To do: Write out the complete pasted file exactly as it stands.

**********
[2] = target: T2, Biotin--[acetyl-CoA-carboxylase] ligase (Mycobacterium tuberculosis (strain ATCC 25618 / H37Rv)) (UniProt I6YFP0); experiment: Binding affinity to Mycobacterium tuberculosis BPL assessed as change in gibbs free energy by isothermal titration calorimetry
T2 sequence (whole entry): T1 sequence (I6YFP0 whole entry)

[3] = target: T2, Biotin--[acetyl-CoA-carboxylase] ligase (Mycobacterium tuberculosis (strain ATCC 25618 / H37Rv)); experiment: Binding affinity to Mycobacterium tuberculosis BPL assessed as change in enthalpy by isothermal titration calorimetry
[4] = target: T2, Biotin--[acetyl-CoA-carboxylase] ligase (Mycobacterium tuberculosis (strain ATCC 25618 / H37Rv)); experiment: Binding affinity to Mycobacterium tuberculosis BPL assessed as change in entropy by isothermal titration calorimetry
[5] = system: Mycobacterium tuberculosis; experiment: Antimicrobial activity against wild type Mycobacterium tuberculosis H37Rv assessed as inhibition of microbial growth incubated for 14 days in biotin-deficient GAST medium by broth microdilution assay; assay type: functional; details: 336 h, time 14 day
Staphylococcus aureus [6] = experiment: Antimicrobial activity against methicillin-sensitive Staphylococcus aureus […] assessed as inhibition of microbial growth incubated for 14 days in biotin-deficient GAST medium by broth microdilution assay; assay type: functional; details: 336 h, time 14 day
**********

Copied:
[2] = target: T2, Biotin--[acetyl-CoA-carboxylase] ligase (Mycobacterium tuberculosis (strain ATCC 25618 / H37Rv)) (UniProt I6YFP0); experiment: Binding affinity to Mycobacterium tuberculosis BPL assessed as change in gibbs free energy by isothermal titration calorimetry
T2 sequence (whole entry): T1 sequence (I6YFP0 whole entry)

[3] = target: T2, Biotin--[acetyl-CoA-carboxylase] ligase (Mycobacterium tuberculosis (strain ATCC 25618 / H37Rv)); experiment: Binding affinity to Mycobacterium tuberculosis BPL assessed as change in enthalpy by isothermal titration calorimetry
[4] = target: T2, Biotin--[acetyl-CoA-carboxylase] ligase (Mycobacterium tuberculosis (strain ATCC 25618 / H37Rv)); experiment: Binding affinity to Mycobacterium tuberculosis BPL assessed as change in entropy by isothermal titration calorimetry
[5] = system: Mycobacterium tuberculosis; experiment: Antimicrobial activity against wild type Mycobacterium tuberculosis H37Rv assessed as inhibition of microbial growth incubated for 14 days in biotin-deficient GAST medium by broth microdilution assay; assay type: functional; details: 336 h, time 14 day
Staphylococcus aureus [6] = experiment: Antimicrobial activity against methicillin-sensitive Staphylococcus aureus […] assessed as inhibition of microbial growth incubated for 14 days in biotin-deficient GAST medium by broth microdilution assay; assay type: functional; details: 336 h, time 14 day